|An early-morning view of seldom-visited site of the old Otho J. Smith farm. |
(CLICK ON IMAGES TO ENLARGE.)
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"Many last messages were taken and many precious treasures were committed to our charge to be sent along with a lock of hair and the last words to the sorrowing ones at home," recalled Maria Hall after the war. Elizabeth Harris also aided wounded on Smith's farm, just off present-day Mansfield Road. She remembered:
"The first night we slept in our ambulance; no room in the small house, the only dwelling near, could be procured. The next day was the Sabbath. The sun shone brightly; the bees and the birds were joyous and busy; a beautiful landscape spread out before us, and we knew the Lord of the Sabbath looked down upon us. But, with all these above and around us, we could see only our suffering, uncomplaining soldiers, mutilated, bleeding, dying. Almost every hour I witnessed the going out of some young life. No words can describe the wonderful endurance -- not a murmur, not a word of complaint or regret."In the video above, lifelong Washington County (Md.) resident and historian Richard Clem talks about the site of the former Union hospital where Alexander Gardner shot images in the fall of 1862. Smith's barn and house are long gone, and the privately-owned site is seldom visited by battlefield wanderers today. (Note: In the video, Clem refers to wounded at the Smith farm in the I Corps. He meant II Corps.)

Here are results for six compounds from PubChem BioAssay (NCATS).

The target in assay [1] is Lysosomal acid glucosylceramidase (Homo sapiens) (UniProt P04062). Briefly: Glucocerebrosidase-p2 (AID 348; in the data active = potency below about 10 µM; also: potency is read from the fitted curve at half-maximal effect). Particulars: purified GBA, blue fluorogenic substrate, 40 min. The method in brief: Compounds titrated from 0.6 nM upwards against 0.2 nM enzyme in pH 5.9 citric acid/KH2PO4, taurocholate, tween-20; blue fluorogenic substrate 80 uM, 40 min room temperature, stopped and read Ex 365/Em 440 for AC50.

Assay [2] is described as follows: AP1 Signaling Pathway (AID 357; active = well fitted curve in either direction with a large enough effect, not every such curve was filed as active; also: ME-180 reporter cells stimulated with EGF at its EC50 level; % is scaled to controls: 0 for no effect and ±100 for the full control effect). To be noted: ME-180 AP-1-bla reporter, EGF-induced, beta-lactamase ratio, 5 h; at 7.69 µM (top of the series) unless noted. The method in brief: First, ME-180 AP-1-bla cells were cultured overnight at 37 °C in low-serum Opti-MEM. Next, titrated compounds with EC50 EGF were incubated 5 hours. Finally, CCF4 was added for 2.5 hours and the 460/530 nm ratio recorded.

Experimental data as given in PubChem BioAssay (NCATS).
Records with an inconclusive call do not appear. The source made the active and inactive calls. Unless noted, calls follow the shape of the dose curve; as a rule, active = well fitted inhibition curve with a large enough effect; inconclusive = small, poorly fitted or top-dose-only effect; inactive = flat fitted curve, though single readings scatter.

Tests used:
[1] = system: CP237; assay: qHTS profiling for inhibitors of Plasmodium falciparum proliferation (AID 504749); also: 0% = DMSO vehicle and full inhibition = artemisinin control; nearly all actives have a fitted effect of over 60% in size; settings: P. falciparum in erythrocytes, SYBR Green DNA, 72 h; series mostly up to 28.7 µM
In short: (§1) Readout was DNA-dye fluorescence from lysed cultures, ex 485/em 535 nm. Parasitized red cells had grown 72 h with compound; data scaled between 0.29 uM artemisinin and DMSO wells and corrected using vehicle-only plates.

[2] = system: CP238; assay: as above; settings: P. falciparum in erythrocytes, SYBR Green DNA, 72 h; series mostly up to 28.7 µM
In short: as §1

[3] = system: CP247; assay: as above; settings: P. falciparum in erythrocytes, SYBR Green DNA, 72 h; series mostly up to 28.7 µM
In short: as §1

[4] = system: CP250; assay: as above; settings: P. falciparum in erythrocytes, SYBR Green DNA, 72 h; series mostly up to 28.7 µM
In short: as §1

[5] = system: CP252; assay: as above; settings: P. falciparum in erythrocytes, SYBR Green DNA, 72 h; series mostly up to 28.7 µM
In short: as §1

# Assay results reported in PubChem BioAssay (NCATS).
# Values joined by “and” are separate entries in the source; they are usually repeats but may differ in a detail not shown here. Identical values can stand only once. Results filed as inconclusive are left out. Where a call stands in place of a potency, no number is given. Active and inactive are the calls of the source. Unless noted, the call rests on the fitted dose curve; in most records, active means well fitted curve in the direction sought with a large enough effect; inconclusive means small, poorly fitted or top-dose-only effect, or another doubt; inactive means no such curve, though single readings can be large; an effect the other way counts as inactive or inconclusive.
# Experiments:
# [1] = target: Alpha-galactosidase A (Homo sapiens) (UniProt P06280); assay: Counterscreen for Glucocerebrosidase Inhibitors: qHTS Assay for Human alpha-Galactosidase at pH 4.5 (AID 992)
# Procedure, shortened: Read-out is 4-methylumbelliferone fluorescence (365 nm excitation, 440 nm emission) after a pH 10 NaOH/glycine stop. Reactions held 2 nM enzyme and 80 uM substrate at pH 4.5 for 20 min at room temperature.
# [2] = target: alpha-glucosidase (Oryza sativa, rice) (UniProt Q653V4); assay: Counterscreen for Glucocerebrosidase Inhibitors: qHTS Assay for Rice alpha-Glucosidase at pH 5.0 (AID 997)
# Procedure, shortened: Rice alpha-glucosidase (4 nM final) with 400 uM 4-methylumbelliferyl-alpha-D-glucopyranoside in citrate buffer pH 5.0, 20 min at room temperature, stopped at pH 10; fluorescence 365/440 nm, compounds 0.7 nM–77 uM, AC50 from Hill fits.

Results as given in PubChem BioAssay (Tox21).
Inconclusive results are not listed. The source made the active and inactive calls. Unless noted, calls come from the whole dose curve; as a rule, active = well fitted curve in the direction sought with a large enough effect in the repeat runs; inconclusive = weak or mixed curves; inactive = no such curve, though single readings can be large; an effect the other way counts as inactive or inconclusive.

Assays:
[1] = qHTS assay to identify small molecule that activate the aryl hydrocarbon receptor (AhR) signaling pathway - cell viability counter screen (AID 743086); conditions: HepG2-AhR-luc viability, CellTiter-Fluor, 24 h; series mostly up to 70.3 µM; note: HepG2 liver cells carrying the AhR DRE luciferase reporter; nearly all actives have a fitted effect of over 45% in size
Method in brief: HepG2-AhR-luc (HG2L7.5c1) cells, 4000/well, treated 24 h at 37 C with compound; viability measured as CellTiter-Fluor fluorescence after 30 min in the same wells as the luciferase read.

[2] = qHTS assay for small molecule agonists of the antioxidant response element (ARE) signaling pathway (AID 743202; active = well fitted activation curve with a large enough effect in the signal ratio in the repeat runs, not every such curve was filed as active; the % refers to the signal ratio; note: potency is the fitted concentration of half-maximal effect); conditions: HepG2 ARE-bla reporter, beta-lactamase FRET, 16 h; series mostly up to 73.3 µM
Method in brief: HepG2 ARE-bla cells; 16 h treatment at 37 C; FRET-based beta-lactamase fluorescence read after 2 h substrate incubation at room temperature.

|In September 1862, tents for Antietam wounded occupied Otho J. Smith's field.|
(Alexander Gardner | Library of Congress)
|In this image by Alexander Gardner, 14th Indiana regimental surgeon Anson Hurd tends |
to wounded at the Otho J. Smith farm. (Library of Congress)
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Moore, Frank, Women of The War, Their Heroism and Self-Sacrifice, Hartford: S.S. Scranton & Co., 1866.